The Pennsylvania Journal of Prison Discipline and Philanthropy, April 1853
Transcribers’ notes are placed after the text.
TERMS:—ONE DOLLAR A YEAR IN ADVANCE.
“The separation of one prisoner from another is the only sound basis on which a reformatory (prison) discipline can be established with any reasonable hope of success.”—Fifth Report of Inspectors of English Prisons.
E. C. AND J. BIDDLE,
SOUTHWEST CORNER OF FIFTH AND MINOR STREETS.
LONDON: CHARLES GILPIN.
Isaac Ashmead, Printer.
CONTENTS OF NO. II.
- —Moral and Religious Instruction of Convicts, 53
- —Report of the Discipline and Management of the Convict-Prisons, and Disposal of Convicts, (England,) 61
- —Sources and Checks of Juvenile Delinquency, 70
- —Pennsylvania Penitentiaries, 78
- —Should Convicts be Received into the State Lunatic Hospital at Harrisburg? 82
- —Report of the Condition of the New Jersey State Prison, 89
- —An Extraordinary Document, 93
- —A Philanthropic Perplexity, 96
- Vagrant Children of New York,98-99
- Street Begging in New York,99
- New York Prison Association,100
- New York State Prisons,100
- Be beforehand with the Tempter,101
- New Penitentiary in Massachusetts,101
- State Prison at Charlestown (Mass.,)101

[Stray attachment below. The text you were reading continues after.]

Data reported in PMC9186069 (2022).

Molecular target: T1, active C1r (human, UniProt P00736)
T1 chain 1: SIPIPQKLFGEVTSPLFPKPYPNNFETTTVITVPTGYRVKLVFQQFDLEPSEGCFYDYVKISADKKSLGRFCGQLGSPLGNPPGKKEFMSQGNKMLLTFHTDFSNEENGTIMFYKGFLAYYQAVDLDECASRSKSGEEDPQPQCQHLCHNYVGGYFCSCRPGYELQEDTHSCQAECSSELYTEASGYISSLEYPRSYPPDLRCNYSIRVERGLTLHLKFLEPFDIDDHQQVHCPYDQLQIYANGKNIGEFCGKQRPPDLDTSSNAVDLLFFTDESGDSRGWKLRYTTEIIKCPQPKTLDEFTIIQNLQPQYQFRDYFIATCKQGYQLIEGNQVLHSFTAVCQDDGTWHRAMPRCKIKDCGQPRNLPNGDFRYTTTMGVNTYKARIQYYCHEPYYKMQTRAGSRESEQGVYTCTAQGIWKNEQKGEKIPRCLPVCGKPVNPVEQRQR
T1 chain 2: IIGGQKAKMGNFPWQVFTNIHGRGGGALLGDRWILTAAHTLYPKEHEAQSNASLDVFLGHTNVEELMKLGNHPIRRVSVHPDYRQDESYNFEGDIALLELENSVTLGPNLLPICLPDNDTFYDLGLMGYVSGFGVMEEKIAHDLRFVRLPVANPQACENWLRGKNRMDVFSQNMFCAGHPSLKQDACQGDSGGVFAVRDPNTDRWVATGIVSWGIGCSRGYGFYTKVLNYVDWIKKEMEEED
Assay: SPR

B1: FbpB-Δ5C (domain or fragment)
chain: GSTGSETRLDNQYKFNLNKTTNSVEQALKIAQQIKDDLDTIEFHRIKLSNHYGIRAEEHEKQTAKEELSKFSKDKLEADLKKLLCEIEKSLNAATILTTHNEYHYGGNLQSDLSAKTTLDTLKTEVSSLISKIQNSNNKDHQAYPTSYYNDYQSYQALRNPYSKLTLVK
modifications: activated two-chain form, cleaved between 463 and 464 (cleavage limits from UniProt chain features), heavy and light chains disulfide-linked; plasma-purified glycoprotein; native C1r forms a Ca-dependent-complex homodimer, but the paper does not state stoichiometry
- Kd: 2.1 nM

- Illinois Penitentiary,102
- New State Reform School,102
- Juvenile Offenders,102
- Singular Avocation and Mode of Life in London,103
- Death from Separation,103
- Murders in Philadelphia,104
- Missouri Insane Asylum,104
- Missouri Penitentiary,104
- Items of general Information,105-107
- Premium for an Essay on Juvenile Delinquency,108
NOTICE OF THIS JOURNAL.
“It embodies more information on the subject of prisons, arranged and expressed in the spirit of literature and science, than any other publication of our country and will compare with any Journal devoted to this department of knowledge in Europe.”—Hon. Charles Sumner’s Speech, in debate on prison question in Boston, May, 1847.
From the North American and United States’ Gazette.
We have received from Messrs. E. C. & J. Biddle the last number of the Pennsylvania Journal of Prison Discipline, which is published quarterly, under the direction of the Philadelphia Society for alleviating the Miseries of Public Prisons. A glance through its pages shows what is well understood—that it is a
Vol. VIII.—APRIL, 1853—No. 2.
Art. I.—MORAL AND RELIGIOUS INSTRUCTION OF CONVICTS.
The readers of this Journal need not be told that we are not very sanguine in our expectations of the permanent reformation of the mass of convicts. There are doubtless instances enough of success in such efforts to warrant and encourage them, and we are not to suppose that they are ever wholly useless. The true position for us to take is this. The earlier we address ourselves to the cultivation of right principles and habits in a human being, the more hopeful is the prospect of success; but there is a power in truth and love, which has not seldom overcome the most sturdy depravity; and while we have the precept and example of Him who “came not to call the righteous but sinners to repentance,” to prompt and stimulate our efforts in that direction, we have His promise too, that whatever is done in His name, and out of love to Him, shall in no wise lose its reward.